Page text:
Chinese outbound investment to reach $1.5 trillion over next 10 years, despite increasing regulatory scrutiny – Linklaters report
- Outbound investment to grow 70% from $880bn over the past 10 years
- Increased scrutiny of deals from host governments remains although lessons can be drawn
- Key Chinese policies such as Made in China 2025 and the Belt & Road Initiative will underpin future outbound investment
Linklaters, the international law firm, identifies in a report published today that despite a slowdown in outbound investment activity from China in 2017, outbound investment is set to increase to around $1.5 trillion over the next 10 years. This represents a growth of 70% from the $880 billion total of Chinese outbound investment over the period 2007-2016.
The report, ‘Getting over the line: clearing regulatory hurdles to outbound M&A’ highlights momentum from key Chinese policy initiatives as well as lessons learnt from recent successful and attempted transactions. Whilst the pace of outbound deals may have declined recently, China’s long-term aspirations mean that outbound investment and acquisitions from China will continue to be a significant force in coming years. This is evident in Chinese policies such as Made in China 2025 and the Belt & Road initiative which have outbound investment and acquisitions at their core.
William Buckley, partner for Linklaters commented:
“Despite increasing regulatory scrutiny of Chinese outbound M&A by foreign governments, and calls for greater reciprocity, there is a definite Chinese desire to pursue the right deals abroad. This is clearly supported by policies and initiatives such as Belt & Road and whilst it is true that deals have been either blocked or abandoned, lessons are being learnt on both sides which will undoubtedly help to reduce friction and increase deal flow momentum.
“Germany has recently brought in new laws to tighten control on foreign investments into strategic sectors, and the UK is also planning moves in relation to foreign investments into critical infrastructure. In parallel, we are also seeing calls for stronger control of foreign investments in strategic industries at the EU level, as well as in the US. Given these trends across several major economies, it is crucial that acquirers, targets and investors have in place an informed strategy that addresses this shifting policy landscape.”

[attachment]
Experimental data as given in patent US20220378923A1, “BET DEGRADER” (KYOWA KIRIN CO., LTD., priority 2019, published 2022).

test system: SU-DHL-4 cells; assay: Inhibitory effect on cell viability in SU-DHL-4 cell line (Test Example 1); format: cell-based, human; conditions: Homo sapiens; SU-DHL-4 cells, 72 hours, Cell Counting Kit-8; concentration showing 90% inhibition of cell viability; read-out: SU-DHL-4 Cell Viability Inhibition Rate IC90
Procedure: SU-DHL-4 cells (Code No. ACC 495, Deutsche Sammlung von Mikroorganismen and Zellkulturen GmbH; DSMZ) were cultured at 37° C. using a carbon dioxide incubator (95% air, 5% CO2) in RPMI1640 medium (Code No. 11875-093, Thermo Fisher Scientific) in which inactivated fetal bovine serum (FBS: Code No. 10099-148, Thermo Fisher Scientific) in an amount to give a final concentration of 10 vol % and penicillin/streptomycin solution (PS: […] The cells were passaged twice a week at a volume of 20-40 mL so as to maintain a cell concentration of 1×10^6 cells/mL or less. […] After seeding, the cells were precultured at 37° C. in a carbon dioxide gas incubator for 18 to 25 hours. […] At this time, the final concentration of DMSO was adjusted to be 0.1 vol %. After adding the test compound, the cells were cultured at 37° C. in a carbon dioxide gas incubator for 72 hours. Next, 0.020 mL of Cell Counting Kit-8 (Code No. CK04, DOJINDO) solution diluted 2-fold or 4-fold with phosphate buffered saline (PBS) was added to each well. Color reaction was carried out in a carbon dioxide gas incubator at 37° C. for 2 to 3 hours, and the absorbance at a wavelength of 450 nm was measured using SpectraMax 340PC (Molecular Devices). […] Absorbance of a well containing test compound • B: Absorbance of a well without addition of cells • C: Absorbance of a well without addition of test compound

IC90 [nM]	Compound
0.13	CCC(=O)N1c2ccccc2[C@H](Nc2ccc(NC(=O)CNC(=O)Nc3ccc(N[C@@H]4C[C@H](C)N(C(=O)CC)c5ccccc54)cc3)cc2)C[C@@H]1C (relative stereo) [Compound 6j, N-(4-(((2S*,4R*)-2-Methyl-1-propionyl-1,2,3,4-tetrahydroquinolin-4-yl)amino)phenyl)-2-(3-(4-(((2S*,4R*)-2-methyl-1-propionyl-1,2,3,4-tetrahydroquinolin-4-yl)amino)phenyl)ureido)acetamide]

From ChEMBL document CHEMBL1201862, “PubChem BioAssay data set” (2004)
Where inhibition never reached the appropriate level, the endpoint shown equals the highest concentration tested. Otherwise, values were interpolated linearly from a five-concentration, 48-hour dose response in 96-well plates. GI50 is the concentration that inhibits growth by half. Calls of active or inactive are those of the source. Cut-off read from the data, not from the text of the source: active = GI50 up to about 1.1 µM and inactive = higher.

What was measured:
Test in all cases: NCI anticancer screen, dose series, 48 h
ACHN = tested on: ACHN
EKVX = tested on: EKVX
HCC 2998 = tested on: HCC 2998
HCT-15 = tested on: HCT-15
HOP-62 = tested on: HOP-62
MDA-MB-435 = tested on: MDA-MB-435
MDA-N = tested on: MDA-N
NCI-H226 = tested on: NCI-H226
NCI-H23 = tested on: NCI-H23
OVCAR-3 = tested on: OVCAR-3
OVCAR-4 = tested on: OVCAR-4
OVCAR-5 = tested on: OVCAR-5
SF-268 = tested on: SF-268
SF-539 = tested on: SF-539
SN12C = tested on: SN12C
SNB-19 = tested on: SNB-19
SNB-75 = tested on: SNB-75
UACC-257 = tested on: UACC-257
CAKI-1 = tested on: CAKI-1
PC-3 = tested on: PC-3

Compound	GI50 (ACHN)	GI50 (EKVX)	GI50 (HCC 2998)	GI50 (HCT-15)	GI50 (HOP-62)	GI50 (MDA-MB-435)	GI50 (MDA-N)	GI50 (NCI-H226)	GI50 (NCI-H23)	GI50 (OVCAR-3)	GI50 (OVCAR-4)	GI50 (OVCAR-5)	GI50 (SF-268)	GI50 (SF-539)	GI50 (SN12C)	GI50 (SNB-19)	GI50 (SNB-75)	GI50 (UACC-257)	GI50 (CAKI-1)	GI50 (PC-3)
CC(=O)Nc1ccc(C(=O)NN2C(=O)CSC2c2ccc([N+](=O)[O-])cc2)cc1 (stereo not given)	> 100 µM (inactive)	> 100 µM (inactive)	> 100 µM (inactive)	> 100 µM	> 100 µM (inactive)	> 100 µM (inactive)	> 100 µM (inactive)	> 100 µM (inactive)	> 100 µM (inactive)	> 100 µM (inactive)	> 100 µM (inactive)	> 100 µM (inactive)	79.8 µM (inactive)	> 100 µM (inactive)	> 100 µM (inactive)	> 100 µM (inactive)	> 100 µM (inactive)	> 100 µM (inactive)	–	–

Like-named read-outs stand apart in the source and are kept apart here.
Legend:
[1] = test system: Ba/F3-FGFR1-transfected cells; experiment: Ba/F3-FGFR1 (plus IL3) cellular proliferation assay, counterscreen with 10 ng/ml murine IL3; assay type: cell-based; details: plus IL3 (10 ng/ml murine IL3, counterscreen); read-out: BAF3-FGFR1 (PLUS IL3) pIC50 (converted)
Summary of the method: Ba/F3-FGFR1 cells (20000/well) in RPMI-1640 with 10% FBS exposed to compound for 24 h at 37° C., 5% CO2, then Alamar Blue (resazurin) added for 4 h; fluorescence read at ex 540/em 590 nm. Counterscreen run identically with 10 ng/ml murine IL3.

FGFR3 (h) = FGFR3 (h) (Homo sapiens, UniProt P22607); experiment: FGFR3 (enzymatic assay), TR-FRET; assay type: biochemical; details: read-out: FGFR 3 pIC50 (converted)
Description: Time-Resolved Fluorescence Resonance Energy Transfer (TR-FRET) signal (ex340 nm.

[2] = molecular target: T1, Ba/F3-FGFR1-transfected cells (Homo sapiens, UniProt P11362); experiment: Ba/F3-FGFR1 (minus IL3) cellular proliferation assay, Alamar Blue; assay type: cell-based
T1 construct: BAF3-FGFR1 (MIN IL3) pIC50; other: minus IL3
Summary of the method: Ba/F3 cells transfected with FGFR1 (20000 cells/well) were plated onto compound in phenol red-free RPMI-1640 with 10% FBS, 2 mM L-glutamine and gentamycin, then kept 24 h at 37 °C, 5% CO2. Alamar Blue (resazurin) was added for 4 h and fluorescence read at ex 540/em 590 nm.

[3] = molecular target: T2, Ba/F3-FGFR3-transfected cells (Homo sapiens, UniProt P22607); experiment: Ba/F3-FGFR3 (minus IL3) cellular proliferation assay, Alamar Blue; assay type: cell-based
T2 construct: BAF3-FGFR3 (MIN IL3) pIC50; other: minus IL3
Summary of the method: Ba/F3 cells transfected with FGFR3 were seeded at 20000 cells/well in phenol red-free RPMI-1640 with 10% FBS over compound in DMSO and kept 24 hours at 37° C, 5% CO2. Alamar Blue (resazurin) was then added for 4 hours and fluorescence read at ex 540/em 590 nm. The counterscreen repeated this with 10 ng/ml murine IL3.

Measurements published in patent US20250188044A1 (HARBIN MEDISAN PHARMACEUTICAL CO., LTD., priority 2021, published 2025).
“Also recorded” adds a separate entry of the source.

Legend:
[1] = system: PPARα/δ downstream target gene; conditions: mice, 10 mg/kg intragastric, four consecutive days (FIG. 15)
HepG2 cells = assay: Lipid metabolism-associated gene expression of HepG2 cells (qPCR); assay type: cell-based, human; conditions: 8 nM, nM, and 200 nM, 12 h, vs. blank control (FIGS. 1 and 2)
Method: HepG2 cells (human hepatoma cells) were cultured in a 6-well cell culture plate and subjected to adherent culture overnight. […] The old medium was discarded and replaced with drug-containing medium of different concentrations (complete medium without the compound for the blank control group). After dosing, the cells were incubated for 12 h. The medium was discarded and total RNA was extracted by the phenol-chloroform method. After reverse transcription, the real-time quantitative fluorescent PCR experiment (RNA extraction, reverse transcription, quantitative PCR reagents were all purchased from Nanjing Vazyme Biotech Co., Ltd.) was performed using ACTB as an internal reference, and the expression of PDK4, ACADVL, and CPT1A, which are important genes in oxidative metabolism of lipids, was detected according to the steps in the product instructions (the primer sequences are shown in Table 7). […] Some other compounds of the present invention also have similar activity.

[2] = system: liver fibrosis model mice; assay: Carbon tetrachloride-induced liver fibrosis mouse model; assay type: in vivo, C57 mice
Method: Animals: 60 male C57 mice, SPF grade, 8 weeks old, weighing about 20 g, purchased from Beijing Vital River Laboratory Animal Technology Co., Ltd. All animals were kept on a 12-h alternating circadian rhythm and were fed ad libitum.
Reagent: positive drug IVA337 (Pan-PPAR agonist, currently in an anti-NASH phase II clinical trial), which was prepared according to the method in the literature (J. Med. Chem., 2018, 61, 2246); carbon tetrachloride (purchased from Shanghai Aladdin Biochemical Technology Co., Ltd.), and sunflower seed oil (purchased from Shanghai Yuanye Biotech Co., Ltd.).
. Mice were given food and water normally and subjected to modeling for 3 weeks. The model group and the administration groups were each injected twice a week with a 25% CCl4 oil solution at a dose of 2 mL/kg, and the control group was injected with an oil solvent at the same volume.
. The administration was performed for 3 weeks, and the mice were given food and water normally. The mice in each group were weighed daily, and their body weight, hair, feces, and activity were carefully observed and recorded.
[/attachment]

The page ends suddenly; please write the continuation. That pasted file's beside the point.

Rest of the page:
The forecasted figures are part of an update to the Linklaters’ report, ‘Getting over the line: clearing regulatory hurdles to outbound M&A’ published in March this year. The original report identified that of the c. $220bn of Chinese outbound investment announced in 2016, between $40-$75bn of these deals were either blocked by regulatory authorities or withdrawn by investors. The report went on to identify the trends and the lessons from such blocked deals and provided advice on how regulatory and investment hurdles could be addressed on a jurisdictional basis.
Regulatory concerns often relate to the sector of the acquisition target with many of the delayed or withdrawn deals in sectors considered by the host government as being “critical” or “significant” to national security or national interest: in particular, sectors such as energy infrastructure, high-end technology and electronics.
The report offers lessons and commentary relating to regulatory concerns, an understanding of which can be critical to both Chinese bidders and targets of Chinese investment interest, as well as policymakers responsible for monitoring international investment trends. Given the high level of expected deal flow identified in the report, and increasing regulatory concerns, it is important to understand the background, the trends and the insights which can assist deal completion.